Grooveshark co-founder Josh Greenberg found dead at 28

Josh Greenberg, co-founder of Grooveshark, was found dead at his home in Gainesville, Florida yesterday (July 19). He was 28.

According to local reports, police have told Greenberg’s family that they have found no immediate evidence of ‘foul play, injuries or drugs’.

Greenberg officially founded Grooveshark with Sam Tarantino in 2007.

The largely unlicensed streaming platform went on to become a scourge of anti-piracy activists in the music industry, boasting in excess of 20 million registered users.

That was until two months ago, when Greenberg and Tarantino agreed to shut the site down in a legal settlement with all three major labels.

The decision meant that the duo escaped any possible hefty fine for Grooveshark’s near-eight years of copyright infringement.

“Greenberg’s mother said her son was ‘more relieved than depressed’ about the grooveshark settlement since it ‘ended the lawsuit hanging over his head’.”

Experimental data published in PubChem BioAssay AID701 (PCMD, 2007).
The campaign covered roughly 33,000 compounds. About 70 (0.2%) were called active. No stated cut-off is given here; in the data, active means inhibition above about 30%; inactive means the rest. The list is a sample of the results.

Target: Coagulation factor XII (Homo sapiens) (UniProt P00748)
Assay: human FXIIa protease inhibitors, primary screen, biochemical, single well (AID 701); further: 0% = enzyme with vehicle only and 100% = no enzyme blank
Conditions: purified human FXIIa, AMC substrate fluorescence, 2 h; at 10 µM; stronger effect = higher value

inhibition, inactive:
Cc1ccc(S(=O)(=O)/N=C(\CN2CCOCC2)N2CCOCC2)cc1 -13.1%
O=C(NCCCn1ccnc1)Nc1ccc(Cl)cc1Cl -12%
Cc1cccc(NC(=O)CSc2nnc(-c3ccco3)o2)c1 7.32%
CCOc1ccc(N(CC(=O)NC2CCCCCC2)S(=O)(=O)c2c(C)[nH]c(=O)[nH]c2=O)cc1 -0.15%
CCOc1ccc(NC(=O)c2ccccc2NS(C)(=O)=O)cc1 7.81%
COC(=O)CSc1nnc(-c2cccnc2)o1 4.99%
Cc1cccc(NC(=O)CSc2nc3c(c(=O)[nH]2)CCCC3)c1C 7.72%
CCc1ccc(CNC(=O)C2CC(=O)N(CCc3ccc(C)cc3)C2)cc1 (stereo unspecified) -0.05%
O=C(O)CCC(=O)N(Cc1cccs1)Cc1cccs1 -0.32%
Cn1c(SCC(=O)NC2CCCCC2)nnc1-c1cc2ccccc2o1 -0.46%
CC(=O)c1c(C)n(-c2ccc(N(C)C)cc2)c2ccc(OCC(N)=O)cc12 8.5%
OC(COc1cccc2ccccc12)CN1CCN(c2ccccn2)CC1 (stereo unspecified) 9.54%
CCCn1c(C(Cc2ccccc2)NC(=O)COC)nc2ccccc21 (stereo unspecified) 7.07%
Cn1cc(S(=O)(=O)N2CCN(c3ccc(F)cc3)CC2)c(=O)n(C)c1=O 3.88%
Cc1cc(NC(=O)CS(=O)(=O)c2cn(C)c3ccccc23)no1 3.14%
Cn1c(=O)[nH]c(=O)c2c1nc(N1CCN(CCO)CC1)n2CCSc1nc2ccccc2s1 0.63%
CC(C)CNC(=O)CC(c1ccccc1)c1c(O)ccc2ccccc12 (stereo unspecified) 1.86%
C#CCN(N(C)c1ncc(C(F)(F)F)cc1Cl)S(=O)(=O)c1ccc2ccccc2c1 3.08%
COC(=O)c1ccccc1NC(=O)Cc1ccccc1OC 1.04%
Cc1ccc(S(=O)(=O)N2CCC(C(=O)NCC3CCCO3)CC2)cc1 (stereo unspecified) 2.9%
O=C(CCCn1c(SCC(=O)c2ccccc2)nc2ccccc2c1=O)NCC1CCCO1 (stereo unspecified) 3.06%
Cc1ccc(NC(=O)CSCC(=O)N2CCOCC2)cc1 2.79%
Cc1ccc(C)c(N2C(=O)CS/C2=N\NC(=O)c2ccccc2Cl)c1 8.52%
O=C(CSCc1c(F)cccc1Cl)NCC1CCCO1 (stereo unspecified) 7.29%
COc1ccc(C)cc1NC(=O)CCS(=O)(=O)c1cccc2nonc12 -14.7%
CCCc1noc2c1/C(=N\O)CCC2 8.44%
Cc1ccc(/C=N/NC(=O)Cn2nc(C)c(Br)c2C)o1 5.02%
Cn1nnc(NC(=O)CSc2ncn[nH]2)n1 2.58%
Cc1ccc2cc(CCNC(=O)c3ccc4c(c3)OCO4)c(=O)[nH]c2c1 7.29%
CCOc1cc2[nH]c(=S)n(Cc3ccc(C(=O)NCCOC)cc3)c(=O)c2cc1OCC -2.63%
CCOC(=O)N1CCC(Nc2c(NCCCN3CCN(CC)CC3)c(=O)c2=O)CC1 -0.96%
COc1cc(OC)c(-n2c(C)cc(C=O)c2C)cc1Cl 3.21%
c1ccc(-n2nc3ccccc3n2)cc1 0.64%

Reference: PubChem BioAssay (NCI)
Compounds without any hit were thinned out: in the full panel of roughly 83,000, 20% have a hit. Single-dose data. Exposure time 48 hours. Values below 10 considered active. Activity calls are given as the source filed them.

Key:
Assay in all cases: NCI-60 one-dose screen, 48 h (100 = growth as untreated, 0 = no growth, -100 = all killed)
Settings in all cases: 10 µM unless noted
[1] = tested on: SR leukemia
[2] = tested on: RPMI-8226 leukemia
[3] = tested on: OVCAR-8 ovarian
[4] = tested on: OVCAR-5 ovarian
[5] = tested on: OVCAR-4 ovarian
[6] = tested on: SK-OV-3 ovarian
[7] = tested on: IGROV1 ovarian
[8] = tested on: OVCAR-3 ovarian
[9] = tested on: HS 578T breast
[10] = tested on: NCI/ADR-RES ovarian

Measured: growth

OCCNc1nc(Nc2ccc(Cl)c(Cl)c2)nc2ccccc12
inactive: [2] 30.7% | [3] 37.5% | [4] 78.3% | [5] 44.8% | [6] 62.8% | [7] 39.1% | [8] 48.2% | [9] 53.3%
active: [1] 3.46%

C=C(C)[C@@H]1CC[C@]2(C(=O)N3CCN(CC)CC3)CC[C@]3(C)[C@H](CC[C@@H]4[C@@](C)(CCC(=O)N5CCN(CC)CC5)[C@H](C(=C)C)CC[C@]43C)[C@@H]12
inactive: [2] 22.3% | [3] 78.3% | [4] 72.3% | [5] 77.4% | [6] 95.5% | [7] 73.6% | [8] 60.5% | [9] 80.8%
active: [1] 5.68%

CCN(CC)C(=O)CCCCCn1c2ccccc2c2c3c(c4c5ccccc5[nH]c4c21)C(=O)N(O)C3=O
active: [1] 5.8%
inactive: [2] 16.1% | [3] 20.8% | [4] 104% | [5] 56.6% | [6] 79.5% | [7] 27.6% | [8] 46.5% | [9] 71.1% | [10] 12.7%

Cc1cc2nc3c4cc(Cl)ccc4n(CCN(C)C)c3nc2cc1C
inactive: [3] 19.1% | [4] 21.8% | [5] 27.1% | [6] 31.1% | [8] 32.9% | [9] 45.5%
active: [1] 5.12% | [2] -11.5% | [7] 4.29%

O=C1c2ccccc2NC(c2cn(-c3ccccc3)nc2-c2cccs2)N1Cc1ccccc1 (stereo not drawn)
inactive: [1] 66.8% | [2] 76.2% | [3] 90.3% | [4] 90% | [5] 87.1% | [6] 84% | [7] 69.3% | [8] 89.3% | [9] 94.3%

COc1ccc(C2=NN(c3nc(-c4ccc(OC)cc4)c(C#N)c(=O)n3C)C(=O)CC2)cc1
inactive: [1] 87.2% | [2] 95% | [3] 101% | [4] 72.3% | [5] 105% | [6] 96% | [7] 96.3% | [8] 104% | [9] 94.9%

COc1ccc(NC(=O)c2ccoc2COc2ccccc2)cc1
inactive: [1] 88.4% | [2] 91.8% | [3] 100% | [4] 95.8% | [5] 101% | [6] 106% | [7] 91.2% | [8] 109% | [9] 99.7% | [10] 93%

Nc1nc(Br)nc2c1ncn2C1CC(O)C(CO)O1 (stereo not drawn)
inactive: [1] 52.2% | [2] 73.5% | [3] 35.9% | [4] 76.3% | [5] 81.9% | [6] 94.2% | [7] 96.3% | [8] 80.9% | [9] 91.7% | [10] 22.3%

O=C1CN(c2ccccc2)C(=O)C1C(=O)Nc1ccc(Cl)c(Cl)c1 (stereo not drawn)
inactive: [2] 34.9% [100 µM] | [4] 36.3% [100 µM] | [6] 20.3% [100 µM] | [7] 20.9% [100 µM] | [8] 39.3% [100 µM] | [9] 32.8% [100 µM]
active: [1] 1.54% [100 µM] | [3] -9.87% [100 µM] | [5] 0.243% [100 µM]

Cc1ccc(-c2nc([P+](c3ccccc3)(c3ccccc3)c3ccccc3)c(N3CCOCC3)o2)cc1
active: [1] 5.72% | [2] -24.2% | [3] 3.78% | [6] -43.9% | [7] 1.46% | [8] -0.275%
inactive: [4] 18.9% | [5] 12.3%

The Gainesville Sun

Speaking to the Gainesville Sun, Greenberg’s mother said her son was ‘more relieved than depressed’ about the settlement since ‘it ended the lawsuit that had been hanging over his head’.

“He was excited about potential new things that he was going to start,” she said.

A medical examiner was due to perform an autopsy on Josh Greenberg today (July 20), while toxicology results are due in two or three months.

“They are as baffled as I am,” added Lori Greenberg.

As part of their settlement with the major labels – via the RIAA – Greenberg and Tarantino effectively agreed to hand over all of Grooveshark’s assets to the music industry, and delete all copyrighted material from Grooveshark’s servers.

The duo acknowledged they would pay around $75m in damages if they ever deliberately infringed the majors’ music again.

In a joint statement, they said:

“We started out nearly ten years ago with the goal of helping fans share and discover music. But despite best of intentions, we made very serious mistakes.”

Although Grooveshark failed to obtain licenses from the major labels, it did strike a few legitimate licensing deals in its time, notably with Sony/ATV – the biggest publisher in the world – as well as ASCAP, BMI and SESAC.Music Business Worldwide

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